Promised immigration controls threaten UK pharma research
The UK’s world leading life sciences base could be under threat if a new Conservative government opts for immigration curbs over free trade post-Brexit, writes Andrew McConaghie
One week on from the UK’s seismic decision to leave the European Union, contenders for the role of Conservative party leader and Prime Minister are setting out their stall on what ‘Brexit’ will involve.
Those who campaigned to Remain in the EU – including outgoing Prime Minister David Cameron – said that promises of continued access to a single market but with new controls of immigration would be impossible.
But 17.4 million people (53% of voters) opted to ‘Leave’ the EU last week, and much of this sentiment was fuelled by concerns about uncontrolled immigration. Even while there is little evidence to suggest immigration has hurt UK workers and the economy – in fact there is some to suggest the contrary – the Conservatives believe they must respond to these concerns.
EU leaders have reiterated that free movement of goods and free movement of people are inseparable – but Theresa May, the new frontrunner for the Conservative leadership believes she can square this circle.
May is positioning herself as the ‘grown up’ candidate in contrast to her rival the boyish, charming Boris Johnson, who led the Leave campaign to victory. In a shock move, Johnson has now pulled out of the leadership race, making way for his co-campaigner Michael Gove.
While Boris has stepped back, however, May and Gove in particular are under pressure to claim the UK can have it all. To quote Boris and his characteristically whimsical style: “My policy on cake is pro having and pro eating it”.
Launching her bid this morning, Theresa May said reducing net migration to tens of thousands is “where we want to aim for”.
She added: “As we conduct our negotiations it must be a priority to allow British companies to trade with the single market in goods and services but also, to regain more control of the numbers of people who are coming here from Europe.”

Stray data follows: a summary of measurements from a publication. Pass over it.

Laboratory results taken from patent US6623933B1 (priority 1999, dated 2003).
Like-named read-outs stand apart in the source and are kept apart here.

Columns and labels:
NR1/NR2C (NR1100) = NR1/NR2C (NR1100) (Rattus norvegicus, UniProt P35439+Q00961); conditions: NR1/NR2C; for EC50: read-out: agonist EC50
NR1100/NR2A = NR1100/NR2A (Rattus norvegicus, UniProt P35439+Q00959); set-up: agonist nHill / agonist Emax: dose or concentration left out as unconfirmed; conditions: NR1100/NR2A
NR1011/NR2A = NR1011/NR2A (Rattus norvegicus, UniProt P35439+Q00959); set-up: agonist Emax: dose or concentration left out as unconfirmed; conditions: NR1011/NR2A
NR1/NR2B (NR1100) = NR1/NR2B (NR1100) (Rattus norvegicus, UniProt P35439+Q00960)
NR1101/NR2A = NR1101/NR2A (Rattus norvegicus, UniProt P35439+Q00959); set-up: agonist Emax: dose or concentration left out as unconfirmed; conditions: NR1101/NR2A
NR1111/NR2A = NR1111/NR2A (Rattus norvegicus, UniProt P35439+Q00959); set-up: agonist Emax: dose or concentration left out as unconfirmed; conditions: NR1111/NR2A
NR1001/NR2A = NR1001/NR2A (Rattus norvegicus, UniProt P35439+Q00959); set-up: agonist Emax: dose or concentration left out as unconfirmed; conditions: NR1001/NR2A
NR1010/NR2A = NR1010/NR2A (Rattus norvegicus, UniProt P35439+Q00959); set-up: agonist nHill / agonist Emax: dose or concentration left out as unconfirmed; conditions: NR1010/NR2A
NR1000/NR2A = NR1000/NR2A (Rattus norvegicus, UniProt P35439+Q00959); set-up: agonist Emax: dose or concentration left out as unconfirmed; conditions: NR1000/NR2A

Threat to academic science and pharma
These political pledges have spurred UK science leaders to warn of dire consequences.
Prof Sir Paul Nurse is one of the country’s most eminent medical researchers, and says exit from the EU puts the UK’s world-class research base at risk.
“For science to thrive it must have access to the single market, and we do need free movement,” he said.
“We could negotiate that outside the EU, which will probably end up costing more money and we would have little influence [in deciding research priorities].”
Sir Paul had always opposed Brexit, and like many others in the country, hinted that a second referendum or a total re-think would be the best option.
“Or perhaps we should just reconsider this entire mess and see if there is something that can be done to reconsider this once the dust has settled.”
— Eric O’Neill Lab (@hipp_o_neill) June 29, 2016
UK researchers are expressing their concerns – and celebrating multi-national teams on social media
British science also stands to lose out on funding from EU budgets – UK universities receive 10% of their research funding from the Europe, amounting to just over £1bn a year.
Leave campaigners insist that the UK will be able to negotiate a deal to allow EU grants to be maintained and still curb immigration, pointing to arrangements between the EU and nations such as Israel, Tunisia, Georgia and Armenia.
However faced with this new uncertainty around rights to move to the UK and funding, it is feared that talented scientists will simply look elsewhere.
The UK pharmaceutical and biotech sectors were both staunch opponents of Brexit, and are now fearful of the consequences on the long-term health of their sector.